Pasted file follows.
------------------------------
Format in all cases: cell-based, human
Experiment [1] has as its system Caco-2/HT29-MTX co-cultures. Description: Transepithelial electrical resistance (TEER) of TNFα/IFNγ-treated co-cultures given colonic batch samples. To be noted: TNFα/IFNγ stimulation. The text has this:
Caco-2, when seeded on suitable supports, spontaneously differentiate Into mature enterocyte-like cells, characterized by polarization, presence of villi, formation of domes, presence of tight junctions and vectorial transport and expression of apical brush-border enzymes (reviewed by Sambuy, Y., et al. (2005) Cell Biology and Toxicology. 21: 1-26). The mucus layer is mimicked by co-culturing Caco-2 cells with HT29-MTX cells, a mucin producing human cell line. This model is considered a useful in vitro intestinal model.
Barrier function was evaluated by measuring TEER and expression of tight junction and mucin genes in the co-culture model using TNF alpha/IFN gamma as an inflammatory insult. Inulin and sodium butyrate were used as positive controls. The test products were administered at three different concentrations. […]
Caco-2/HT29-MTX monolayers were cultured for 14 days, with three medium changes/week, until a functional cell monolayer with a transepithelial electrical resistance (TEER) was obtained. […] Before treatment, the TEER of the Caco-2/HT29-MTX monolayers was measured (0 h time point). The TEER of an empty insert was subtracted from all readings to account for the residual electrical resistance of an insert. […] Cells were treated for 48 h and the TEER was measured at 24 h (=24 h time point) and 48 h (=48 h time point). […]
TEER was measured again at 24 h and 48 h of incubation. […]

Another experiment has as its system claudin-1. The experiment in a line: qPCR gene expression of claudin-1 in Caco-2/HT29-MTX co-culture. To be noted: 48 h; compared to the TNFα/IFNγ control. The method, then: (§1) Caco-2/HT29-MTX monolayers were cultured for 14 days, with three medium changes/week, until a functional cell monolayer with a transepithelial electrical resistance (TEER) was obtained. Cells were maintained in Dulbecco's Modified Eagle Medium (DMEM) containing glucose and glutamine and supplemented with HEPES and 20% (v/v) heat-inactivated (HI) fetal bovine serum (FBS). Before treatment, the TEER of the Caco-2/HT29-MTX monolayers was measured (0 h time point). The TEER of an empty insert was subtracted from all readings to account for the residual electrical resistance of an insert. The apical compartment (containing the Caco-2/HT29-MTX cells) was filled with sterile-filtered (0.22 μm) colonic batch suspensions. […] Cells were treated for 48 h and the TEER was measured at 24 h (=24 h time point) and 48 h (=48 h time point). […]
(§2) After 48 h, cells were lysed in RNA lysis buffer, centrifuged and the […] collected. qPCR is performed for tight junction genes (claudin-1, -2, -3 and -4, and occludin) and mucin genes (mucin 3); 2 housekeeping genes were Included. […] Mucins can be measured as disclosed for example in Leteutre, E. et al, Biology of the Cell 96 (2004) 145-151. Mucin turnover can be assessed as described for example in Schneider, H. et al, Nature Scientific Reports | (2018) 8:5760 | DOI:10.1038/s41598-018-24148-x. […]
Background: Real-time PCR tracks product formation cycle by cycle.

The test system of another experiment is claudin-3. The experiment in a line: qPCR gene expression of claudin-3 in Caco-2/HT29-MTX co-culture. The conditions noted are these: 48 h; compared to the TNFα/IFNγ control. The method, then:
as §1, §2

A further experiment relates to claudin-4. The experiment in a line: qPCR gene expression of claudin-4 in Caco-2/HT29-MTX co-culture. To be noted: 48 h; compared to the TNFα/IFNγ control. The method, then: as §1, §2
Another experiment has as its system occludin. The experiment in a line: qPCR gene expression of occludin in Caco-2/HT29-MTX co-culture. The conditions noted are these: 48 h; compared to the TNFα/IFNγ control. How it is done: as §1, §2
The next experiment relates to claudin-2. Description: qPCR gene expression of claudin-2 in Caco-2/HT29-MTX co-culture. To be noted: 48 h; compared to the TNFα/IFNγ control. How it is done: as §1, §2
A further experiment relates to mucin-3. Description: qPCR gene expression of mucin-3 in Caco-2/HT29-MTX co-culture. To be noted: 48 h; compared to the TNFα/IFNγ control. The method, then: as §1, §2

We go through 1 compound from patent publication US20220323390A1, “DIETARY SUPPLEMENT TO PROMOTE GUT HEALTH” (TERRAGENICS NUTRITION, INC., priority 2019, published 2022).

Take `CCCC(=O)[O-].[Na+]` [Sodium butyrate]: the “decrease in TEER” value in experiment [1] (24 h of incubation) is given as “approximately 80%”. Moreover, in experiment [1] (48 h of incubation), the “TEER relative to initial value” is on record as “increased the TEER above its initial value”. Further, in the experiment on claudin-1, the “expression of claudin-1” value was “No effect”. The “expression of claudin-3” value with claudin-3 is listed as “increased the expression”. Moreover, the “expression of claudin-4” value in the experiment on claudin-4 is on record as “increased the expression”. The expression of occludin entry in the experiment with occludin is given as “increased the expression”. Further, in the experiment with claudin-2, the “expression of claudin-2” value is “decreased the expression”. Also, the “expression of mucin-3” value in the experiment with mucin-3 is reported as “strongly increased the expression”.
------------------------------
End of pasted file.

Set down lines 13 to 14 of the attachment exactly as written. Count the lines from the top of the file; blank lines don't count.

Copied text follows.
Another experiment has as its system occludin. The experiment in a line: qPCR gene expression of occludin in Caco-2/HT29-MTX co-culture. The conditions noted are these: 48 h; compared to the TNFα/IFNγ control. How it is done: as §1, §2
The next experiment relates to claudin-2. Description: qPCR gene expression of claudin-2 in Caco-2/HT29-MTX co-culture. To be noted: 48 h; compared to the TNFα/IFNγ control. How it is done: as §1, §2